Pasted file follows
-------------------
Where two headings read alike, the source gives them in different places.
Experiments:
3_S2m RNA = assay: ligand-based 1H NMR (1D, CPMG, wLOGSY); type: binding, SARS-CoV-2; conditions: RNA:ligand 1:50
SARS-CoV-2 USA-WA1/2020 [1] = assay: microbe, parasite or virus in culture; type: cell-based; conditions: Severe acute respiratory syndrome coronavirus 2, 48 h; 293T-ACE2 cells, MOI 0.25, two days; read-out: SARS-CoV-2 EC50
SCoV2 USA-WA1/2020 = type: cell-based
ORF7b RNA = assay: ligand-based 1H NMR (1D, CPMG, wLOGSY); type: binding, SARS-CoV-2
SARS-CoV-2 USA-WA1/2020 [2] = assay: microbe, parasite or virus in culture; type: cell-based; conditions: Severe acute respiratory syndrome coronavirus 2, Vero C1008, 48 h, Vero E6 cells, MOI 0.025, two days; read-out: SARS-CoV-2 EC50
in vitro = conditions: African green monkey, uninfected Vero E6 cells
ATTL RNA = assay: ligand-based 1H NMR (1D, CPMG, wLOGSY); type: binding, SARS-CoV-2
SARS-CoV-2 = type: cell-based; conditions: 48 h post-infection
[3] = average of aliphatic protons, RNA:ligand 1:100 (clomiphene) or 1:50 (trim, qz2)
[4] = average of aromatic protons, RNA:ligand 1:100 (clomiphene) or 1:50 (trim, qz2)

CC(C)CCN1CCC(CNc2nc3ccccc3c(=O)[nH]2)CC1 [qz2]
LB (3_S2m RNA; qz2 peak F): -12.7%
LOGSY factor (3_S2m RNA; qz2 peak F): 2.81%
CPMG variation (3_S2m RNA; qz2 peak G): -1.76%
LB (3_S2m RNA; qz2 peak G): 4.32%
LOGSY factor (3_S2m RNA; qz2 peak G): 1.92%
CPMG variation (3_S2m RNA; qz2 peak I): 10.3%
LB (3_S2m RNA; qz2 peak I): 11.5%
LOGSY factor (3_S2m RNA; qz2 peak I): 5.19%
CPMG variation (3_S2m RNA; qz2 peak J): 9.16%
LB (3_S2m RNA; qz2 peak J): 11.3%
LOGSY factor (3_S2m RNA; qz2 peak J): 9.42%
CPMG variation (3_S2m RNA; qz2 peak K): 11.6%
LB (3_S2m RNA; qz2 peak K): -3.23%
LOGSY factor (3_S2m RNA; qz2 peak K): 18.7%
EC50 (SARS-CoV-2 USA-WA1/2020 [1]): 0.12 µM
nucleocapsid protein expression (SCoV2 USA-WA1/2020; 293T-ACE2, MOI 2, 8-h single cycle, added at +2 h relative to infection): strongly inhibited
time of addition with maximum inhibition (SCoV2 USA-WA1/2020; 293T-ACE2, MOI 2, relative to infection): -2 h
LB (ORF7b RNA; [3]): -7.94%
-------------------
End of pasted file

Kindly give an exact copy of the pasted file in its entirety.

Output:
Where two headings read alike, the source gives them in different places.
Experiments:
3_S2m RNA = assay: ligand-based 1H NMR (1D, CPMG, wLOGSY); type: binding, SARS-CoV-2; conditions: RNA:ligand 1:50
SARS-CoV-2 USA-WA1/2020 [1] = assay: microbe, parasite or virus in culture; type: cell-based; conditions: Severe acute respiratory syndrome coronavirus 2, 48 h; 293T-ACE2 cells, MOI 0.25, two days; read-out: SARS-CoV-2 EC50
SCoV2 USA-WA1/2020 = type: cell-based
ORF7b RNA = assay: ligand-based 1H NMR (1D, CPMG, wLOGSY); type: binding, SARS-CoV-2
SARS-CoV-2 USA-WA1/2020 [2] = assay: microbe, parasite or virus in culture; type: cell-based; conditions: Severe acute respiratory syndrome coronavirus 2, Vero C1008, 48 h, Vero E6 cells, MOI 0.025, two days; read-out: SARS-CoV-2 EC50
in vitro = conditions: African green monkey, uninfected Vero E6 cells
ATTL RNA = assay: ligand-based 1H NMR (1D, CPMG, wLOGSY); type: binding, SARS-CoV-2
SARS-CoV-2 = type: cell-based; conditions: 48 h post-infection
[3] = average of aliphatic protons, RNA:ligand 1:100 (clomiphene) or 1:50 (trim, qz2)
[4] = average of aromatic protons, RNA:ligand 1:100 (clomiphene) or 1:50 (trim, qz2)

CC(C)CCN1CCC(CNc2nc3ccccc3c(=O)[nH]2)CC1 [qz2]
LB (3_S2m RNA; qz2 peak F): -12.7%
LOGSY factor (3_S2m RNA; qz2 peak F): 2.81%
CPMG variation (3_S2m RNA; qz2 peak G): -1.76%
LB (3_S2m RNA; qz2 peak G): 4.32%
LOGSY factor (3_S2m RNA; qz2 peak G): 1.92%
CPMG variation (3_S2m RNA; qz2 peak I): 10.3%
LB (3_S2m RNA; qz2 peak I): 11.5%
LOGSY factor (3_S2m RNA; qz2 peak I): 5.19%
CPMG variation (3_S2m RNA; qz2 peak J): 9.16%
LB (3_S2m RNA; qz2 peak J): 11.3%
LOGSY factor (3_S2m RNA; qz2 peak J): 9.42%
CPMG variation (3_S2m RNA; qz2 peak K): 11.6%
LB (3_S2m RNA; qz2 peak K): -3.23%
LOGSY factor (3_S2m RNA; qz2 peak K): 18.7%
EC50 (SARS-CoV-2 USA-WA1/2020 [1]): 0.12 µM
nucleocapsid protein expression (SCoV2 USA-WA1/2020; 293T-ACE2, MOI 2, 8-h single cycle, added at +2 h relative to infection): strongly inhibited
time of addition with maximum inhibition (SCoV2 USA-WA1/2020; 293T-ACE2, MOI 2, relative to infection): -2 h
LB (ORF7b RNA; [3]): -7.94%